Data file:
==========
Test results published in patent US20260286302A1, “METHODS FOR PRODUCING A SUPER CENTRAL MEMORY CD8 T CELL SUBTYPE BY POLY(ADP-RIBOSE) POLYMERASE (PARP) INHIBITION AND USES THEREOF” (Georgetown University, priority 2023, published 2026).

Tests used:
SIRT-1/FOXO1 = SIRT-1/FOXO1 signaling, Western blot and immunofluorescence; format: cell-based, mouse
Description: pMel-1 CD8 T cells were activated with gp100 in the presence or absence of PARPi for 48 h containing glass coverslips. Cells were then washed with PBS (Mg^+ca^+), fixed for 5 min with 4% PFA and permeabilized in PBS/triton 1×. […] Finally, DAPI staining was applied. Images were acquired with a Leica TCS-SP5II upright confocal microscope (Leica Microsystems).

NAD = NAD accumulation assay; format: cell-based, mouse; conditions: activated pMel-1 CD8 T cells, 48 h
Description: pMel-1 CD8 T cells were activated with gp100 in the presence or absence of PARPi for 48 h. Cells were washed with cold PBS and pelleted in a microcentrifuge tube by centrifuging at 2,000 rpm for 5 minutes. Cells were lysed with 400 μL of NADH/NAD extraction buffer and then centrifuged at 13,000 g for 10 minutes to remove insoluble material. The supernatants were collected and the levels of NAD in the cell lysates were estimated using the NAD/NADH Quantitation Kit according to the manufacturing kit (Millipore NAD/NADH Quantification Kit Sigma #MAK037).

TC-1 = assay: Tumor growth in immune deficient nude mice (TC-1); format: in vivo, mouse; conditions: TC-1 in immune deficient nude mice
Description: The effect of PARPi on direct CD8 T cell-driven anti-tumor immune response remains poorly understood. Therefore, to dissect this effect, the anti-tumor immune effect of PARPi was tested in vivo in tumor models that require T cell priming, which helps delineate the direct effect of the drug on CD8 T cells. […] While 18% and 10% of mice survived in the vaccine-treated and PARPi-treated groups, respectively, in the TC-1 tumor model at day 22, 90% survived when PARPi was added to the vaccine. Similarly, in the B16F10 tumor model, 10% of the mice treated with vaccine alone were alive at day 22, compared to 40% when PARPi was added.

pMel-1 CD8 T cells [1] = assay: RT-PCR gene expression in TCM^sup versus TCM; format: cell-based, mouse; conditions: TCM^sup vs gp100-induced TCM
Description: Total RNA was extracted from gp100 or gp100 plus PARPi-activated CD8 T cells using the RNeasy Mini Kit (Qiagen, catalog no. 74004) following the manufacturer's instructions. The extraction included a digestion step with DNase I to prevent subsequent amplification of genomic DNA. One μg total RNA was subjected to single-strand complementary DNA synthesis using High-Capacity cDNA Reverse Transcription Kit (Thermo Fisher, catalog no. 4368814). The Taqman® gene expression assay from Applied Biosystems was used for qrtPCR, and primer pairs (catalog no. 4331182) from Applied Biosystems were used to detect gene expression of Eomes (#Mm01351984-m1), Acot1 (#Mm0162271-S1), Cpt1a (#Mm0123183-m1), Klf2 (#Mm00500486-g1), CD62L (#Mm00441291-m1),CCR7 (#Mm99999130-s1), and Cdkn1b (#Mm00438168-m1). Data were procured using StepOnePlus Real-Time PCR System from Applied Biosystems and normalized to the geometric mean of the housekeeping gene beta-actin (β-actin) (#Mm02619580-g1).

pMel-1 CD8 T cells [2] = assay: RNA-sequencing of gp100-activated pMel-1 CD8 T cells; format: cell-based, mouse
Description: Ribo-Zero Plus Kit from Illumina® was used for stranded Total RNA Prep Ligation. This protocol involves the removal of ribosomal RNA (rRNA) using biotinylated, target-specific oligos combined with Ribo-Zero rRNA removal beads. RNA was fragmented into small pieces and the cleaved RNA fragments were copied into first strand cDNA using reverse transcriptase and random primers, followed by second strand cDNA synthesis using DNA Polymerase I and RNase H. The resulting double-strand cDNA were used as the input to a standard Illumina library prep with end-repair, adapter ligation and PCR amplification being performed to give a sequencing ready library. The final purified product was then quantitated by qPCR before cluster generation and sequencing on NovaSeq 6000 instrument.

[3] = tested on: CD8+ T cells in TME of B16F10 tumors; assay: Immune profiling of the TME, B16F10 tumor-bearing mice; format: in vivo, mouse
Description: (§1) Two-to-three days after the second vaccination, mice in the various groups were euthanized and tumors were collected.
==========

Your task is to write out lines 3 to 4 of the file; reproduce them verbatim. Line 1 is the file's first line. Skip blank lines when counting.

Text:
SIRT-1/FOXO1 = SIRT-1/FOXO1 signaling, Western blot and immunofluorescence; format: cell-based, mouse
Description: pMel-1 CD8 T cells were activated with gp100 in the presence or absence of PARPi for 48 h containing glass coverslips. Cells were then washed with PBS (Mg^+ca^+), fixed for 5 min with 4% PFA and permeabilized in PBS/triton 1×. […] Finally, DAPI staining was applied. Images were acquired with a Leica TCS-SP5II upright confocal microscope (Leica Microsystems).